During the holiday season when retailers are at peak-spends to drive traffic to their websites, squeezing every nickel of profit out of each sale is crucial.
Back in the early days of web marketing (2002 to be exact) we managed website conversion testing for a site called Wholesaler’s Handbook.
The product was aimed at EBAY sellers to provide access to wholesale product sources, and was priced at $49.95.
Around this time we’d begun experimenting with “Price Elasticity Testing”, which was originated by an economist in 1890.
By applying this methodology, we nearly doubled the site’s profit margin in about 2 weeks . . . Read the rest of this entry »
A new CNN article suggests that “Merry Christmas” still rings brighter over “Happy Holidays”
Overall poll results for Americans:
- 64% prefer “Merry Christmas”
- 31% prefer “Happy Holidays”
- 5% are unsure
Ok. So now you’ve got some data from a obscure poll that says solid majority of Americans prefer you to say “Merry Christmas”. The question is what do you do with that? Do you put “Merry Christmas” on every page? Maybe on banner ads? What about emails? Or should you say it at all?
Well, since we are into testing, we cajoled one of our clients to let us test Merry Christmas v. Happy Holiday a couple Christmases ago. The client allowed us to test this with specific email campaigns, and below are results: (from a prior post.)
We wanted to know if using “Merry Christmas” versus “Happy Holidays” in an email campaign to a small segment of customers would impact conversion rates?
We were able to randomly select a group of 100,000 customers for a client and tested these subject lines:
A few notes on the test:
- The client is a large retailer, their customers mirror a general sample of the USA.
- The email mirrored the subject line’s message; all other elements were the same.
- We sent the email on the 21st of December.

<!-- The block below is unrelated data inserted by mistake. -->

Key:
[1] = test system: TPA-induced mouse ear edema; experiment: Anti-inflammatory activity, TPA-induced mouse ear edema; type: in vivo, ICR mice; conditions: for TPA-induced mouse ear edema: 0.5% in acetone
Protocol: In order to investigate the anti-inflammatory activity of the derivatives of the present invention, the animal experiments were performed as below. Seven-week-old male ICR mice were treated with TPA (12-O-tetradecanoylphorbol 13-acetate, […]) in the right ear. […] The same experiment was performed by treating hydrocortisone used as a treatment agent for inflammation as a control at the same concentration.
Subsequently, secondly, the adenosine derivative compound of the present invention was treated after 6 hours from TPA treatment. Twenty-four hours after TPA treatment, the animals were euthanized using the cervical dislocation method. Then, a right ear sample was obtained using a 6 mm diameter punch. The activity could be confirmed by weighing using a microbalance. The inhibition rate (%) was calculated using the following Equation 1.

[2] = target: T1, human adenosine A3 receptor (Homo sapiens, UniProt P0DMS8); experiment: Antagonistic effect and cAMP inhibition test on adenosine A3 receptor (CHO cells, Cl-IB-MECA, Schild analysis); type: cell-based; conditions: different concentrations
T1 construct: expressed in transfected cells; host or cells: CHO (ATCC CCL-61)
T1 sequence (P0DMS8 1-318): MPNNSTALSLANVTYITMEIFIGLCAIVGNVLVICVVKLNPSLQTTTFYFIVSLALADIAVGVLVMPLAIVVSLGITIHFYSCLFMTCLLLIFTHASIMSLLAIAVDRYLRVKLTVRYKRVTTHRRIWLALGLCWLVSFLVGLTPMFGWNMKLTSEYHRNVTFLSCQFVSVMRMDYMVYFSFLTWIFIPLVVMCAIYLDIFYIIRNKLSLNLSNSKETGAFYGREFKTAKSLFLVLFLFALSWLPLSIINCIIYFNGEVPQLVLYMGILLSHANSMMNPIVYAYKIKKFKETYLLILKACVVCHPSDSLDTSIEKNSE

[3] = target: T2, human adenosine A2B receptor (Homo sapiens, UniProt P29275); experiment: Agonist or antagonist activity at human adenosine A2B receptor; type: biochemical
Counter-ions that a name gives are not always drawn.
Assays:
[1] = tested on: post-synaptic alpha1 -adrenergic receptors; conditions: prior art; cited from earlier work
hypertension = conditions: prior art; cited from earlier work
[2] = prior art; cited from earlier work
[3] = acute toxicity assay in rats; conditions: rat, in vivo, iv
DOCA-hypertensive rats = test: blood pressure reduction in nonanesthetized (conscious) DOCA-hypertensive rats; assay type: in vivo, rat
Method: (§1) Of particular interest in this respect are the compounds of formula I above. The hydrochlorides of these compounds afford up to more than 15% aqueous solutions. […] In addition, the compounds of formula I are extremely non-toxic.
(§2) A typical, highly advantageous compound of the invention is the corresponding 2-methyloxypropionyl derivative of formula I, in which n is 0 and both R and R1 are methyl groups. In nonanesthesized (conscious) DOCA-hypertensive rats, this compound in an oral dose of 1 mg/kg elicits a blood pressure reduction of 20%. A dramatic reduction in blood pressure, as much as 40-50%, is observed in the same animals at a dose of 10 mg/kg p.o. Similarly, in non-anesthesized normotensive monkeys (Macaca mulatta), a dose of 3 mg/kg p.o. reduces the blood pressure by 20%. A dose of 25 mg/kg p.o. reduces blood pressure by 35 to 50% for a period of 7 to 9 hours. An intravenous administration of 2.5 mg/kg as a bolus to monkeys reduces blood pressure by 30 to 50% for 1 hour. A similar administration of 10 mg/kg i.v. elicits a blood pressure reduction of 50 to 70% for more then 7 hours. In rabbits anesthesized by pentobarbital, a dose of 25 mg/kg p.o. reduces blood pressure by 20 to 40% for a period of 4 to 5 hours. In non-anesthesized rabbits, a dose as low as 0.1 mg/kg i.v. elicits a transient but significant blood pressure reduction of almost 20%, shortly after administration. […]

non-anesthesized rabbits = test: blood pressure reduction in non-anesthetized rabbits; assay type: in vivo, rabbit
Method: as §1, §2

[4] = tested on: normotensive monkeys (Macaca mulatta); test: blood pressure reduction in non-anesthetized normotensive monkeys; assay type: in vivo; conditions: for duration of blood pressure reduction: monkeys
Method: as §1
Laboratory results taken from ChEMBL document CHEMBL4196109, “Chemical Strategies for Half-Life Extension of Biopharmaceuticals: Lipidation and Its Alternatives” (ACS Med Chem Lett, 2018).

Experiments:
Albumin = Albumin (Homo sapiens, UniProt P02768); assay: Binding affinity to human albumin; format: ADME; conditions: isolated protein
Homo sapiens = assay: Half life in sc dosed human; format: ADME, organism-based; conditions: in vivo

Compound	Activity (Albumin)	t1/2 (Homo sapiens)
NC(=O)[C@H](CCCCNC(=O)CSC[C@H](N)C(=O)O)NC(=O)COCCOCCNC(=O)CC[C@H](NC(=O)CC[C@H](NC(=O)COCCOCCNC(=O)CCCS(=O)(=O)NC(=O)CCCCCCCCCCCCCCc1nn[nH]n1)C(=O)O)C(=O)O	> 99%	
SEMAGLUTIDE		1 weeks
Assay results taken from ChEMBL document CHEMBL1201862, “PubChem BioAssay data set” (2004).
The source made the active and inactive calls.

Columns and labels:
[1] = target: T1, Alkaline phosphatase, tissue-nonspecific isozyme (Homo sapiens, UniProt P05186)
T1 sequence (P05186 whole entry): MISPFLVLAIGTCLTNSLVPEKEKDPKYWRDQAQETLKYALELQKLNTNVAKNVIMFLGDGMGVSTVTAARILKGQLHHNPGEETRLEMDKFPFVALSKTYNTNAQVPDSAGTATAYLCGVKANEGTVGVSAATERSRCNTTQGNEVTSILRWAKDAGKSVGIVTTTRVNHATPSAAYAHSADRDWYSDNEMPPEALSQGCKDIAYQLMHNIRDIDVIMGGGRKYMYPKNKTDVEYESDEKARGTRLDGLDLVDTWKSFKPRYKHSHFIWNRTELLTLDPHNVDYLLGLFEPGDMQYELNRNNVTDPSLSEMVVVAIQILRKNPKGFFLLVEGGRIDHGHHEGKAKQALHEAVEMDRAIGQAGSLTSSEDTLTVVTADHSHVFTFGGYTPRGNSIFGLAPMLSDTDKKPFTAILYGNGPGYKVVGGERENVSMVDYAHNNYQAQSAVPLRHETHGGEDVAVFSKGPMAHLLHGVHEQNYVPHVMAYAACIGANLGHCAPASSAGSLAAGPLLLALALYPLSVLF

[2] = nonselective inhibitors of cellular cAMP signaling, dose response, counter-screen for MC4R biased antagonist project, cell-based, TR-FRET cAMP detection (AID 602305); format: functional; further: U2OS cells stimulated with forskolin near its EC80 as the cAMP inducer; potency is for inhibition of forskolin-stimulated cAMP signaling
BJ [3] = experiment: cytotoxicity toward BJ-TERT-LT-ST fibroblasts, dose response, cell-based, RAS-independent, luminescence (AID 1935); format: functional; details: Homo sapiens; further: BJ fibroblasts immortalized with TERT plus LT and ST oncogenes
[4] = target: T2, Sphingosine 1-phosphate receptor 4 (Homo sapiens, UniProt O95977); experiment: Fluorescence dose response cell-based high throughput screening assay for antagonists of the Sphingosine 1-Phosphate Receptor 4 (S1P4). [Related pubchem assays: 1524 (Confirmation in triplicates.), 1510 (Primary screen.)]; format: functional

The results showed a HUGE difference . . .
As you can clearly see, “Merry Christmas” killed it, nearly doubling the click through rate of the other subject lines.
Although we’re not allowed to share the “buy” data, it was just as impressive. Nearly doubling the number of transactions by changing an email subject line shows just how important it is to test and try new things. If you’re not constantly testing, you’re throwing money away!
Have any of you tested MC vs. HH and seen a difference? Do tell us. We wish you a Happy Holiday season! ;-P
We analyze some of the largest online retailers landing pages for one of the biggest online shopping days Cyber Monday.
- Good looking headline with nice background design
- A great way to lay out the different categories of the site with icons/text links
- Large red callout with “hottest cyber week deals” and “show now” button
- Keeps it extremely simple with a large headline text reading “shop cyber monday deals today!”
- With the simple theme has links for all categories on the site
- Good red blurb on top left showing ‘free shipping’
As a designer, one thing I’ve noticed as a web-design trend lately is to feature Apple products in the design, primarily iPhones. While I understand that they are beautiful devices I don’t think they are as beneficial to a design as many may believe.
While I do believe that showing shots of your application or site being used is fantastic because being demonstrable is a great tactic for conversions, it’s that I don’t think an iPhone should be used in all cases.
For example, the site cookwiz.me shows an iPhone on the landing page, yet the application is only currently (at the time of this article) available for Android devices. In fact, based on this past quarters smartphone sales, Android has 72% market share for new mobile devices. Since Android has grown to be the most widely used smartphone OS I would guess that any given target market has a high chance of being primarily Android users.
With that said, here is a small collection of nicely designed sites featuring an iPhone, whether it be the best option or not.
Data keeps your landing page optimization strong. The trouble is that some marketers are lazy with data. They get a report every month. They look at cost. They look at revenue. They throw it away and charge forward.
We want you to be the other marketers – the ones who understand “no pain, no gain.” You have to dig into data to maximize revenue, and testing is only the beginning.